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Some of the world’s biggest investment firms are betting that one of the worst sell-offs in years is an opportunity to buy on the cheap.

UBS Global Wealth Management and Goldman Sachs Asset Management were among the firms adding to their portfolios or urging clients to buy in select areas during the market’s coronavirus-fueled sell-off, taking positions in everything from emerging market stocks to the shares of cruise companies.

Few said they are stepping in to bet on a sustained rebound in broader markets, even as stocks bounced Monday, after last week’s plunge knocked 11.5% off the S&P 500 in the index’s fastest correction in history. Yet some investors see the declines as an opportunity to stake out positions in assets whose valuations had become exceedingly stretched as markets marched higher in previous months.

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“It’s a breath of fresh air to see a lot of the things that we would love to own getting to price points where we can actually start considering them,” said Michael Kon, director of research and portfolio manager at Summitry.

Summitry, which invests in businesses that trade at discounts to their intrinsic value, last week added to its position in shares of Walt Disney Co and initiated a new position in Charles Schwab Corp, said Kon, whose San Mateo, California firm has $1.7 billion under management.

As the sell-off took hold last week, UBS Global Wealth Management highlighted to clients a chance to add stocks in the two of the firm’s favored sectors - U.S. consumer discretionary and U.S. communication services - calling the sectors oversold.

Some companies in those sectors could even benefit in certain respects from the virus fears as consumers spend more time shopping online and on their screens, said David Lefkowitz, senior equity strategist at UBS Global Wealth Management.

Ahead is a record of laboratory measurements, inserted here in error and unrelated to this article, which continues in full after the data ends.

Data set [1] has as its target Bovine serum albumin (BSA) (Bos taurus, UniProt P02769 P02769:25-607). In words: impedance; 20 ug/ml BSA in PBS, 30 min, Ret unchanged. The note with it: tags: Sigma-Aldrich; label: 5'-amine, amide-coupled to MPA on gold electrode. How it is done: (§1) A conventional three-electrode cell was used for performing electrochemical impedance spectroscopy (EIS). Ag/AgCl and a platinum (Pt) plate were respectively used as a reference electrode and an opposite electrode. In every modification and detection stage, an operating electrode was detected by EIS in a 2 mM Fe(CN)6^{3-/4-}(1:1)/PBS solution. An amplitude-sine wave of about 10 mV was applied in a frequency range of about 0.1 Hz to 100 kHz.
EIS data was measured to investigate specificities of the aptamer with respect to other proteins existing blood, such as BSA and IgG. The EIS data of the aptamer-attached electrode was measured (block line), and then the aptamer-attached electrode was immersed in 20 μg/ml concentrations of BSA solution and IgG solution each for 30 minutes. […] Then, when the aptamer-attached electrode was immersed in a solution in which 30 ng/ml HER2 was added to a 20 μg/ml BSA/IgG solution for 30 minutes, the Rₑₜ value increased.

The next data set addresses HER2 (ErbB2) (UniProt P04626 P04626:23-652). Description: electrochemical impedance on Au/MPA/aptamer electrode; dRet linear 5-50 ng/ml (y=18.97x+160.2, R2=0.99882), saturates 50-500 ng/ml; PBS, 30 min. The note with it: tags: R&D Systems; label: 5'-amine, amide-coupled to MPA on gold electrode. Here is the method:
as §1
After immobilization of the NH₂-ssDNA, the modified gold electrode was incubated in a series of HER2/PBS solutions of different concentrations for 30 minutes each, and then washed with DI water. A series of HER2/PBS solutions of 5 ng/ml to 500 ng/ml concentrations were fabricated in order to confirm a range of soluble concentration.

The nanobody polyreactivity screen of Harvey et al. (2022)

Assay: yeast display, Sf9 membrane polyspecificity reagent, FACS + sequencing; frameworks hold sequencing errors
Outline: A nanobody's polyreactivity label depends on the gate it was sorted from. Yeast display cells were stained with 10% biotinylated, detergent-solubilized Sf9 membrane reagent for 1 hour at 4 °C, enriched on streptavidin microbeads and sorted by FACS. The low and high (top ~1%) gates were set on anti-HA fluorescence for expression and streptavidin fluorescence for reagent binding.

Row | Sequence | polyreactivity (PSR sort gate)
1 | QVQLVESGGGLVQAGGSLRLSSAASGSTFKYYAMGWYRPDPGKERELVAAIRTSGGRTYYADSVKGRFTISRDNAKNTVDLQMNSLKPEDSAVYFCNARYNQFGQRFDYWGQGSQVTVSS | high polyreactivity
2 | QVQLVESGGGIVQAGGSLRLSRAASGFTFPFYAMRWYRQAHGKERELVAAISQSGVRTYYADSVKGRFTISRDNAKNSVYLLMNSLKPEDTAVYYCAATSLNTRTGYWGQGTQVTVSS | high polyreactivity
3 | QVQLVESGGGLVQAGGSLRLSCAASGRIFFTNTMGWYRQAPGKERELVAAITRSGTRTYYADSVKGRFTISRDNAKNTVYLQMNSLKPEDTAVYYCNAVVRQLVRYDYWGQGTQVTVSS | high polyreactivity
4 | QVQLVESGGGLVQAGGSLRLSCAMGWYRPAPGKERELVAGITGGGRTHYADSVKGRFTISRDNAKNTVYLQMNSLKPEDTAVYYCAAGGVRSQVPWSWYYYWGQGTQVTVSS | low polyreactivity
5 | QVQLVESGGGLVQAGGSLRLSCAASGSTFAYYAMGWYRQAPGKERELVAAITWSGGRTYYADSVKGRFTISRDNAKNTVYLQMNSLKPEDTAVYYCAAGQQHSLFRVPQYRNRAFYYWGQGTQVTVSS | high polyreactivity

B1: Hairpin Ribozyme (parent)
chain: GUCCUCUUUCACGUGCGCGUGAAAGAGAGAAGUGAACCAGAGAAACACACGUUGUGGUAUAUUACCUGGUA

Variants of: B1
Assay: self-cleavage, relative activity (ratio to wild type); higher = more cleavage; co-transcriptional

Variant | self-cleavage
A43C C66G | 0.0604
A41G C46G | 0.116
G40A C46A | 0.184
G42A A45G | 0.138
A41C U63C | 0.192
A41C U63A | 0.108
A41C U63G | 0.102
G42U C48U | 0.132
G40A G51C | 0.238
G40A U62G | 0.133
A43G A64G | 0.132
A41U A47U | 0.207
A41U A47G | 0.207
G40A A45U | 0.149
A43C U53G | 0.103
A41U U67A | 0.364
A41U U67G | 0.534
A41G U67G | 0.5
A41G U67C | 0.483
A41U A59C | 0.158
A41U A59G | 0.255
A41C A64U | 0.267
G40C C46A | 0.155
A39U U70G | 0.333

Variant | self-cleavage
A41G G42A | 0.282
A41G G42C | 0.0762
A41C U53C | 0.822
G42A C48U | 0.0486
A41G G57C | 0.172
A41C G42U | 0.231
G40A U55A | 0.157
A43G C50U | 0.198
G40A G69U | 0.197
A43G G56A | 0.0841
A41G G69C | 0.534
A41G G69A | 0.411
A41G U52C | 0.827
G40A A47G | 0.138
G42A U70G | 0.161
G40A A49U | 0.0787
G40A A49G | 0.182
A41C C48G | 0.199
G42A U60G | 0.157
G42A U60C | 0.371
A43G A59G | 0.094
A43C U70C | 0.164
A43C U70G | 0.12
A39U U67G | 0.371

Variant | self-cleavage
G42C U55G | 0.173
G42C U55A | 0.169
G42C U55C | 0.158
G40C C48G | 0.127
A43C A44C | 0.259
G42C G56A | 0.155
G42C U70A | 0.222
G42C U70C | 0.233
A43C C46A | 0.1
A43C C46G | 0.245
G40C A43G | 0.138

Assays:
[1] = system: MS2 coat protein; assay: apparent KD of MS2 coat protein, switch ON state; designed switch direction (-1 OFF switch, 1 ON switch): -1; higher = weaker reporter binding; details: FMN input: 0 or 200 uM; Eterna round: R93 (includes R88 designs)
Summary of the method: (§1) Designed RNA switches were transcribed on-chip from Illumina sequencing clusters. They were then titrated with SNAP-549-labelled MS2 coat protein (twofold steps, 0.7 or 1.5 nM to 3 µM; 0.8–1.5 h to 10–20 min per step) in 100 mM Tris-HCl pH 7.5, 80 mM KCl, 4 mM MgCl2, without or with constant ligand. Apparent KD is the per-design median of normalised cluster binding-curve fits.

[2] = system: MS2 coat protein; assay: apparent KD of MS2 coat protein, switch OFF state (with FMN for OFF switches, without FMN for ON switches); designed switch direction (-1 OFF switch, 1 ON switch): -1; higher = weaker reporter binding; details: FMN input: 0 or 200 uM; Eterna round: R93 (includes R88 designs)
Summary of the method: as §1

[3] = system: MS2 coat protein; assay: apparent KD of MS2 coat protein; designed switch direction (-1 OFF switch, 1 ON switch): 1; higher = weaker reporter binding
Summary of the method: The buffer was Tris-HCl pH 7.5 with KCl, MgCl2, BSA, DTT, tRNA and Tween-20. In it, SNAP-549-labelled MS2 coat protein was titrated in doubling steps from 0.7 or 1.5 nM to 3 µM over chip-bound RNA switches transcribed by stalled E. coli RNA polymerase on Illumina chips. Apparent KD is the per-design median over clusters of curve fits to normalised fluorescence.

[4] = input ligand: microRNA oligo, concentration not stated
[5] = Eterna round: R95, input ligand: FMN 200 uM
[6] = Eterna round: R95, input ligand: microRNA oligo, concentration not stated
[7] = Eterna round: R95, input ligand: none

“We still think having an overweight stance in these sectors is an attractive thing to do even if the virus concerns continue to weigh on the market,” Lefkowitz said.

Portfolio managers at Goldman Sachs Asset Management added to positions in the travel sector, including in hotels and cruises, and bought shares of Japanese cosmetics-maker Shiseido Co Ltd and events promoter Live Nation Entertainment .

“This is the time when active managers should be able to protect capital on the downside and look for opportunities,” said Katie Koch, Goldman Sachs’ global co-head of equities for its asset management business.

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David Kotok, chief investment officer of Cumberland Advisors, said he was buying stocks, particularly in the healthcare sector.

“It is the vehicle that we will fight the war against the virus with,” Kotok said.

To be sure, even as investors sought select opportunities, the decline in stocks was proving to be a big challenge to investors’ “buy the dip” mantra that has prevailed during the bull market that has lasted for over a decade.

Greenwood Capital, which has a three- to five-year investment horizon, was a net buyer of stocks last week during the pullback, but was not buying “super aggressively” as the firm sought to assess whether the coronavirus situation will push the economy into a recession, said Walter Todd, chief investment officer with the South Carolina firm.

“If we ultimately end up in a recession two quarters from now, there’s a lot more work on the downside to be done,” Todd said.

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